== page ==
On a recent visit home, my frustration with my parent’s internet connection led me to inquire about their service. They had just been through several weeks without service (ultimately solved by a technician “patching them into a new line” in less than 30 minutes). They had spent hours/days on the phone and never returned the internet to its service condition until a final complaint was registered over the phone and with the State’s business complaint unit.
This is a major player in the communications world. Named after the country. Involved in telephones (and before that, telegraphs). They should be able to handle requests.
Knowing the ‘rents were less than happy about the customer service end of this company, I decided to call on their behalf. I had already determined that the going rate for internet service was cheaper than they were paying — for speeds that were four (or ten!) times what they have.
When the very nice rep got wind of what we were trying to do, she informed me that we were “existing customers” and there were no promotions for existing customers, but we could call back in January and see what might be available. I reminded her that this was a customer with over 35 years of loyalty (?!) and business and wondered out loud that a new customer could get a better deal!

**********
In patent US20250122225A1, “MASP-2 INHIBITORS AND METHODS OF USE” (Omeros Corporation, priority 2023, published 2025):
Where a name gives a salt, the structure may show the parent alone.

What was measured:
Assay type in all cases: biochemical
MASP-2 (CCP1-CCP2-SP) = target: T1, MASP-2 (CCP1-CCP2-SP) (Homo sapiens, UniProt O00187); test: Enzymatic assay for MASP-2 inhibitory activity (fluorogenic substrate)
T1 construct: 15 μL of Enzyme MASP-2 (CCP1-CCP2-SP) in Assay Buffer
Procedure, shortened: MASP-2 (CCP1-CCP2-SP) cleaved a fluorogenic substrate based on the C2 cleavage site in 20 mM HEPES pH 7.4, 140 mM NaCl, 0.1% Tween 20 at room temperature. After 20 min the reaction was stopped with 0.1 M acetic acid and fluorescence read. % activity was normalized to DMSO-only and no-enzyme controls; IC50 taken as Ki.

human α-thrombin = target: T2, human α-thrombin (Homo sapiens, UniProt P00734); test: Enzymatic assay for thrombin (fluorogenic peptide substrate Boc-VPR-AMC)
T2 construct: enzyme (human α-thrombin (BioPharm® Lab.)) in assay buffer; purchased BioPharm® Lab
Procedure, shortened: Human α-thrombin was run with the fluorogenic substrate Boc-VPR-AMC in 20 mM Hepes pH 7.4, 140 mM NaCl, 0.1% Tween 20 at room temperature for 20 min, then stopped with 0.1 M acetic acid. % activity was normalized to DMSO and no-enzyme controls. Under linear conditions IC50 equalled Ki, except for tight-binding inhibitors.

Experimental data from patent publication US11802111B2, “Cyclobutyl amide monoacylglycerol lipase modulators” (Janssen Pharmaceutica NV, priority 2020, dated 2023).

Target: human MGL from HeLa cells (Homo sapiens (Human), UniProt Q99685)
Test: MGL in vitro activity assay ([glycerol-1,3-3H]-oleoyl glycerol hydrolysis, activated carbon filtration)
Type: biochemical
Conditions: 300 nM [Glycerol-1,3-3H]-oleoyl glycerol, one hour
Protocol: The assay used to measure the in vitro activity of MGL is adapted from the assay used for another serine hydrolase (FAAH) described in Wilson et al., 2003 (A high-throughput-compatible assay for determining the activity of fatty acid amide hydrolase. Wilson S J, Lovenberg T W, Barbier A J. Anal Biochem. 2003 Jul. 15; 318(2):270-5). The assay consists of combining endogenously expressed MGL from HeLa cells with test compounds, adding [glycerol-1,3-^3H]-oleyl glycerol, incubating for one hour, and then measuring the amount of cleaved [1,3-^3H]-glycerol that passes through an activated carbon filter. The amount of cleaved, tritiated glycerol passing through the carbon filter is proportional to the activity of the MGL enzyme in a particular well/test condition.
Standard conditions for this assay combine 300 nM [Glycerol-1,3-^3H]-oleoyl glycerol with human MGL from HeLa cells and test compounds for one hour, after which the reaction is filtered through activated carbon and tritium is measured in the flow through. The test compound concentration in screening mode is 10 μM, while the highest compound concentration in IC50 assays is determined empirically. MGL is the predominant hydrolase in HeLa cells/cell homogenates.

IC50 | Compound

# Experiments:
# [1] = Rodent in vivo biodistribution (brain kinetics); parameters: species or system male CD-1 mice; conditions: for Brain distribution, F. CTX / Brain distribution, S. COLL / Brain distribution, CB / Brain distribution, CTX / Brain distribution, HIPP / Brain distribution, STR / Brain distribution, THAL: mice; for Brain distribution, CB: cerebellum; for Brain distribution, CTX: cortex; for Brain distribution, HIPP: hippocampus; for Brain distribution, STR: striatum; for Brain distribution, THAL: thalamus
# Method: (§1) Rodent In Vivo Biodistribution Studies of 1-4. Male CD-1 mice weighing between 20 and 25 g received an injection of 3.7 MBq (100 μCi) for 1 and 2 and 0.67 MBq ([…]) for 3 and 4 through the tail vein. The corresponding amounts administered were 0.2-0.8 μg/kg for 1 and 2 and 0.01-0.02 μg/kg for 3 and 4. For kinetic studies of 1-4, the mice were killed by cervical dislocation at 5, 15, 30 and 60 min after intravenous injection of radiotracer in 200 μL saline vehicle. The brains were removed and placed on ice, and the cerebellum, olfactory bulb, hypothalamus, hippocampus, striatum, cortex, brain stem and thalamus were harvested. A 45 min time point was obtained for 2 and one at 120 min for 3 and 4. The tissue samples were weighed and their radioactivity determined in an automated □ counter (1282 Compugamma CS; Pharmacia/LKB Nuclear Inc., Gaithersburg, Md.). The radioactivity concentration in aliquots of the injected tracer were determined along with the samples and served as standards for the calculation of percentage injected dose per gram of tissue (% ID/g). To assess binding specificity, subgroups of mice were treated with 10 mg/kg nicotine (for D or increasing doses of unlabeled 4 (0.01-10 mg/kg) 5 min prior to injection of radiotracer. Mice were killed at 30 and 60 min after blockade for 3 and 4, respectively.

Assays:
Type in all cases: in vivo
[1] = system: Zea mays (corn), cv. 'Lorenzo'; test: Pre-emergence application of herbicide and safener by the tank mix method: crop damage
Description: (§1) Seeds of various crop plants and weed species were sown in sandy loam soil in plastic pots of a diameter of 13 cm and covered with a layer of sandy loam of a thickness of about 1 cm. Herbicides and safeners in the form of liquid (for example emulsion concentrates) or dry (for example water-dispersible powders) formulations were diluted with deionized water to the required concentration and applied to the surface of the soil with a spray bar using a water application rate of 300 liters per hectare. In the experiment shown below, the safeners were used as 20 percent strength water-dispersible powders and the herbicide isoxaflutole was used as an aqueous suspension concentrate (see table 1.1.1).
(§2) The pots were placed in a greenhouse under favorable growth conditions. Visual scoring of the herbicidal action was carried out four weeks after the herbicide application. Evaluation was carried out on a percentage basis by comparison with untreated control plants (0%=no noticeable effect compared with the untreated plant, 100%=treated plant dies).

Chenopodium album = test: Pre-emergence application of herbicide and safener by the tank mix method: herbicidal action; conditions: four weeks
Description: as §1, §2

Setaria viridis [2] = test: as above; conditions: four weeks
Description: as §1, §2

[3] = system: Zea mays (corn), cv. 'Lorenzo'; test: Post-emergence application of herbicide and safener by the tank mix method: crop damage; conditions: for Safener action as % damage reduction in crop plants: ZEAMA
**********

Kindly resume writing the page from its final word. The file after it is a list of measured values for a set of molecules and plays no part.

Suddenly, she said she would “as a courtesy” change the service to a one-time, promotion that doubled the internet speed. At the same cost. We could call back later and find if there was something better (?). Then I inquired about a long-distance service charge, and she informed us that was not something that was required anymore, and changed the service to something $8/month LESS, and included unlimited long distance (which they were currently paying for by the minute). So their bill was reduced by $8/month, minus long distance charges, and their internet speed was doubled.
And a new customer can STILL do better than that. One has to wonder why.
Every thought leader I read in the space of sales says its easier to keep and service an existing customer than to find and close a new one. Why then would you give an existing customer the run-around, and ultimately give them information that contradicts what is on your web page, and is NOT the best deal they could get? Why would they need to call in threatening to cut you altogether before you did something nice for them?
Imagine if we had received a call (probably should have been a decade ago, when dial-up went the way of the pay phone) announcing an automatic upgrade of service, a reduction in fees, and something nice for being a customer. We’d blog about them, brag about them, and defend them against all comers. Well, we’re blogging about them anyway, only the result is confounding, disappointing, and harmful to their business.
What can you do for your existing customers that gives them an incentive to WANT to continue to do business with you, not just because it’s easier to keep paying the bill?